Your song's chord progression is in essence I-V-bVII-IV (1-5-b7-4)
Looking at the roots by themselves, they are E, B, D and A.
the distance from E to B downward is a perfect 4th.
the distance from D to A downward is guess what? A perfect 4th too.
It is common in a song to first play 2 different chords, then reuse that same interval between the next 2 chords starting on a different root. (It doesn't necessarily have to be in that key's scale, as your D shows.)
Another song in E that comes to mind is George Harrison's "Got My Mind Set on You." It starts with C#m to G#m (its roots are a perfect 4th apart.) Then it goes from E to B (also a perfect 4th.)
You know, I've been busting my brain thinking I've heard this somewhere before. At first I wanted to keep going down this perfect 4th road, E to B, D to A, C to G. Then it hit me . . .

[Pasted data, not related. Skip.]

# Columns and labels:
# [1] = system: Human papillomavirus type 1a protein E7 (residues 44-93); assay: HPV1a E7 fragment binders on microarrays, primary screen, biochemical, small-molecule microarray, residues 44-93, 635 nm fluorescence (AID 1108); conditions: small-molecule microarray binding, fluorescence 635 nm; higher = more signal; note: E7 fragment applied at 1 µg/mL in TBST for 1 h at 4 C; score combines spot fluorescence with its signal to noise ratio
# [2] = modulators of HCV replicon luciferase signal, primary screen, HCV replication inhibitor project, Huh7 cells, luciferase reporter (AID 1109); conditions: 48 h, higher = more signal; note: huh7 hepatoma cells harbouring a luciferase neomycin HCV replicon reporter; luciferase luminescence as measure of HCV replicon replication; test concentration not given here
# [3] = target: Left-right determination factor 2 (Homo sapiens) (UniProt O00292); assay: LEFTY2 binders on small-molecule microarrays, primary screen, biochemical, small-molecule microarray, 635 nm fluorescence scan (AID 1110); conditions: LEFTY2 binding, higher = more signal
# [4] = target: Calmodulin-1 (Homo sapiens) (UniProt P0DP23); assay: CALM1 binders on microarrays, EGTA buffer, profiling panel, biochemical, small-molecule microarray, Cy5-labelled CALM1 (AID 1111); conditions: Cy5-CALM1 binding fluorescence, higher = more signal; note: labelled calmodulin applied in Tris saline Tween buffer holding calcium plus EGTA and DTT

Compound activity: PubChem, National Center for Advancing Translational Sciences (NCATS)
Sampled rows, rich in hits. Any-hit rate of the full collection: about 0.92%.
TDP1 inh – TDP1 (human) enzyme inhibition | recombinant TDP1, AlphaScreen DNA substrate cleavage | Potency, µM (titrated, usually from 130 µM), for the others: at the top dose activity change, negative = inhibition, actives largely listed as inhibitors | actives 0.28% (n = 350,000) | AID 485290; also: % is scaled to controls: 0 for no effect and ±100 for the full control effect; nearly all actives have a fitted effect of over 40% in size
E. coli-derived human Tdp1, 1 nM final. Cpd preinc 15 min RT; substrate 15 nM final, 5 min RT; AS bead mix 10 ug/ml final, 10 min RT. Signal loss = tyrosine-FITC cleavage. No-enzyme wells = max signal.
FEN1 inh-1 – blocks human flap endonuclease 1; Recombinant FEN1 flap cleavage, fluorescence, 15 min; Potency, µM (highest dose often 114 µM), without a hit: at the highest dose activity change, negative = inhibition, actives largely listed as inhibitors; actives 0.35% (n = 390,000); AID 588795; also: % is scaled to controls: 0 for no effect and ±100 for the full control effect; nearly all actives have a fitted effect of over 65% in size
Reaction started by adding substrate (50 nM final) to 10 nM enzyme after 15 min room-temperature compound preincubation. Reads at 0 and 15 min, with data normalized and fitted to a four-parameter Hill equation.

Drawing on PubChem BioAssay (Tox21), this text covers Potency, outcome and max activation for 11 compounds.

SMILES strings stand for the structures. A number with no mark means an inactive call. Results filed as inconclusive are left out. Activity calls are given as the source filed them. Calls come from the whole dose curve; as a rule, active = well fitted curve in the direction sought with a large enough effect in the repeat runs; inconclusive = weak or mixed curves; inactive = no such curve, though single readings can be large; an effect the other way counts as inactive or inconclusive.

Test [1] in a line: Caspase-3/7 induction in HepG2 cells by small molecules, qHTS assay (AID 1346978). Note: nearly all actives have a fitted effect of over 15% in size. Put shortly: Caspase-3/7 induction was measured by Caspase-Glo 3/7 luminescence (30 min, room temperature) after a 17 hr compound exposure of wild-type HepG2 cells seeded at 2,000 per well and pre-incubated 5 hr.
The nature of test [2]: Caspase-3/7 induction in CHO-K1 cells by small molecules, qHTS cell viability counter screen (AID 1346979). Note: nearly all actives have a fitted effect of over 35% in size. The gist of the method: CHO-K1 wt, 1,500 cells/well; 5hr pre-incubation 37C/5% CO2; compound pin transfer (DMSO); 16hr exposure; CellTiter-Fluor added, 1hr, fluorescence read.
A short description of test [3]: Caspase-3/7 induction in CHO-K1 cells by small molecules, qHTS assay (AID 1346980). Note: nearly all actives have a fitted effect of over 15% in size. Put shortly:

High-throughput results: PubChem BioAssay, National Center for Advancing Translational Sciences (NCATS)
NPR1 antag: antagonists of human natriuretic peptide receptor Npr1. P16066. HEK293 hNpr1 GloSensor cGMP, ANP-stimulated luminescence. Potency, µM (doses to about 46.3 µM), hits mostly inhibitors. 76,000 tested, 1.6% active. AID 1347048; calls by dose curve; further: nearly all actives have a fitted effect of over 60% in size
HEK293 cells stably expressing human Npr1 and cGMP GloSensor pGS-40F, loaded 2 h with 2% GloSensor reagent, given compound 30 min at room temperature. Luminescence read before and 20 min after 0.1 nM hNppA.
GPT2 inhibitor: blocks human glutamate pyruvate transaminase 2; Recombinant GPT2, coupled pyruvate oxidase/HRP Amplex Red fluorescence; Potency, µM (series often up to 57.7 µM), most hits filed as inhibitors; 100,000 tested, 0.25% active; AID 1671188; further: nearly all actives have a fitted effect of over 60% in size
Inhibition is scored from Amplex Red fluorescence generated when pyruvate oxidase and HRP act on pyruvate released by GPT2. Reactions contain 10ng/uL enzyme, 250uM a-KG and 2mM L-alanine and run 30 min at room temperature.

what if we take your example down to the key of D?
We then have D to A, C to G.
It sounds familiar . . .
Those chords are embedded in that prominent downward riff in Led Zeppelin's "Kashmir." Part of that is
G to D, F to C,
D to A, C to G ...) (*)
Thanks to you, we can now consider playing it in E.
(*) = the guitar plays these chords, the bass stays constant on D.